Category Archives: the career

Read This Book

Here Comes Everybody by Clay Shirky you must read. If you claim to be in marketing, advertising, media or just have a general interest in understanding how technology empowers people to connect and what it means for society – good and bad – in general you must read this book.

If you’ve ever been concerned about the phenomenon of echo chambers (couple more books in here that I’ll be reading right after this one to get different perspective – i.e. step out of the echo chamber – on roughly the same topic) and their effect on the work you’re involved with (that’s me), you must read this book. Late in the book, in a section called “It’s Not How Many People You Know, It’s How Many Kinds”, the following appears in relation to a company going through a transition in management and re-org:

“…a dense social network of people in the same department (and who were therefore likely to be personally connected to one another) seemed to create an echo chamber effect…new managers rejected ideas drawn from this pool with disproportionate frequency, often on the grounds that the ideas were too involved in the minutiae of that particular department and provided no strategic advantage…”

Again, back to the section title, it’s not how many you know, it’s how many kinds…

If you’re looking for a professional life-changing experience you should read this book. It did mine. I will say that I thought the first few chapters were slow and re-hashing things I already know or believe, but with Chapter 4 and onward, Shirky has really challenged my thinking.

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The Kids are Alright / Young Folks

For those alright kids oblivious to a reference to The Who, the post-slash title is hopefully a more friendly 21st century reference to Peter, Bjorn & John w/ which you can relate.

Not sure how I missed this (thanks freak for catching me up), but back in April, many people w/ “C” in their title leaned from their ivory towers of the revered advertising and media world, people who control a very large chunk of global ad spend, are playing Dr. Phil to each other, saying “Get over it”. (The fact that within the article there was a reference to Cher slapping Nicolas Cage in Moonstruck – a movie that premiered 21 years ago – perhaps sets up nicely what’s about to be said with regards to Young Folks.) This digitization of media thing ain’t going away and if you want to continue in this here industry you need to figure it out. And that starts w/ the aforementioned Young Folks.

This quote from Lee Clow, Chairman & Chief Creative at TBWA/Chiat/Day (or whatever they’re called these days – need a Young Folks memory abilities to keep the industry straight):

“If you want to participate, you’ve got to start hiring young people, and don’t tell them what to do — ask them what to do.”

Click the link and check his picture – this dude is what Young Folks would call “old”. He probably remembers the “secret” acronym for the shoe company on his t-shirt…

Some lyrics from Young Folks for you to ponder when you think about recruiting Young Folks into this industry – let’s assume the narrator is the ad/media industry:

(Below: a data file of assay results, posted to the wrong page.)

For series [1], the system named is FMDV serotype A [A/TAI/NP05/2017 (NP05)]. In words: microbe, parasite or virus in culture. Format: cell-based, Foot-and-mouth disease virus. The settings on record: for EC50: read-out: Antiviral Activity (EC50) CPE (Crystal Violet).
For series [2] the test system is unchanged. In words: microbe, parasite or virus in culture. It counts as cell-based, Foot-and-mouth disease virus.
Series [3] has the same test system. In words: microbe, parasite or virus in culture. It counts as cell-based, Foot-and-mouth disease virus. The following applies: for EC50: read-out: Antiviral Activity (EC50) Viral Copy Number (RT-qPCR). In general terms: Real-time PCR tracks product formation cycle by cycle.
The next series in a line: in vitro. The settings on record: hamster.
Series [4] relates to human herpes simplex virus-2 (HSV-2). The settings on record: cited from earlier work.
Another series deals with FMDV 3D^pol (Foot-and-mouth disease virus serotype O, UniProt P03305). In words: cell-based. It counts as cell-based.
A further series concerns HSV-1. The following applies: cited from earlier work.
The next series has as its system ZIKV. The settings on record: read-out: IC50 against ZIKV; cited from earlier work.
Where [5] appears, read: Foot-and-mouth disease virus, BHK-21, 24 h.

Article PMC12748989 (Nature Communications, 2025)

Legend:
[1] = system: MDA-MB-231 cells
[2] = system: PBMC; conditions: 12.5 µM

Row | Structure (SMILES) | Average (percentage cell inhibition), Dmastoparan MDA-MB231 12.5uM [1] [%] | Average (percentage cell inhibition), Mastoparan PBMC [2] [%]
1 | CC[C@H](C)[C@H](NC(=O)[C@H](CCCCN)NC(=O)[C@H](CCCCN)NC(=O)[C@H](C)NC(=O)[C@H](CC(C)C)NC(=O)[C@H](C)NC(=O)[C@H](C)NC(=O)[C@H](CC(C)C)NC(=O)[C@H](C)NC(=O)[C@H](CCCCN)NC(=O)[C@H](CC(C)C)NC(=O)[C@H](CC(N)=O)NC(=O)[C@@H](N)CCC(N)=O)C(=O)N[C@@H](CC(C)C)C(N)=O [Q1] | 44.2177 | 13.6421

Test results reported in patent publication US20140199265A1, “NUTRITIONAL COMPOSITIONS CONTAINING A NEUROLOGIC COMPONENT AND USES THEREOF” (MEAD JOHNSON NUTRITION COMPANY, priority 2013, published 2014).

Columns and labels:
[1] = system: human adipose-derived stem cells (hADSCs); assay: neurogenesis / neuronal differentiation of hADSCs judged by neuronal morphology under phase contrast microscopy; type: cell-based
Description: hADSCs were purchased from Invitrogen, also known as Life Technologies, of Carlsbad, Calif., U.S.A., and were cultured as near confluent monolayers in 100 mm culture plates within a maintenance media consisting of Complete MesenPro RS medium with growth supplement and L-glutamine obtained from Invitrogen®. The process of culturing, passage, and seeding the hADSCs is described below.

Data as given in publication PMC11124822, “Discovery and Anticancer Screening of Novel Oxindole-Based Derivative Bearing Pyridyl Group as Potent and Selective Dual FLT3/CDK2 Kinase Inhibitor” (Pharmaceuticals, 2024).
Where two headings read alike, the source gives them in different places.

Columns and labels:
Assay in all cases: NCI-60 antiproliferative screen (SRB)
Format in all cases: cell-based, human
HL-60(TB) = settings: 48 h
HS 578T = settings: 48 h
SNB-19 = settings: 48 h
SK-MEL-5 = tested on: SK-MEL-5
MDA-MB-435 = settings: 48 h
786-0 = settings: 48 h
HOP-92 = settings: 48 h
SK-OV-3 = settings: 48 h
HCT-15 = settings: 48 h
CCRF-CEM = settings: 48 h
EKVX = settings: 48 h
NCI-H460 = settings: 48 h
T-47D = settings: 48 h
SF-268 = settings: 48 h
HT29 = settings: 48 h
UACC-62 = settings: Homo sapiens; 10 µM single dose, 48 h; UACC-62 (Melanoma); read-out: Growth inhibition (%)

if i told you things i did before
told you how i used to be
would you go along with someone like me
if you knew my story word for word
had all of my history
would you go along with someone like me

Hmm, let’s see, an industry that’s shifting at a grinding pace towards media spaces where Young Folks spend the preponderance of their time, always have and – more importantly – always will. Yeah, maybe we shouldn’t tell them our story word for word, and we should listen a bit more closely.

They ain’t like we Gen X’ers (apologies to any Boomers reading this but I just made you younger and much more indifferent and cool) who had to adapt to this neat-o digital stuff – they were born into it. ‘Member how we thought it was really cool when we got a VCR in the house? Atari or Activision? Those ultra cool, ultra small, ultra mobile Walkmen – and the technological wonder of the Discman? Mobile phones that had their own special bag and made you look like an Army officer on some sort of mission?

Yeah, very few of these kids have known life without a computer in the house, are somewhat averse to the concept of a physical container for their music that isn’t made by Apple, and have slightly different expectations of what a “mobile phone” is and what it can do for them (hint: primarily not being used for placing calls).

Oh, and know how there’s this whole thing going on about the power of tweens, teens and young adults influence over their parents – i.e. Gen X’ers and Boomers? Guess where they’re needing to spend more of their media time to connect w/ the Young Folks? It’s interesting to take a look at the demographic shift of Facebook and MySpace if you haven’t…

Back to the central thought which is the need for ad/media pros to get over it (dammit, I hate how that keeps coming up) and let the kids take the wheel a bit more. From The Who’s The Kids are Alright:

I know if I go things would be a lot better for her
I had things planned, but her folks wouldn’t let her

I really don’t want to be the folks who wouldn’t let her. Check it – get The Kids are Alright ringtone here. Maybe you Young Folks do get it!

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Perception = Reality

I have always been a believer in the concept of perception is reality. Perhaps it comes from a career in advertising where one is either told directly that is the case, or it becomes obvious that manipulating perceptions successfully is the end game.

I’ve come to another conclusion as to why the algebra behind Perception = Reality remains relevant, perhaps why it’s stronger than ever – people as producers or editors.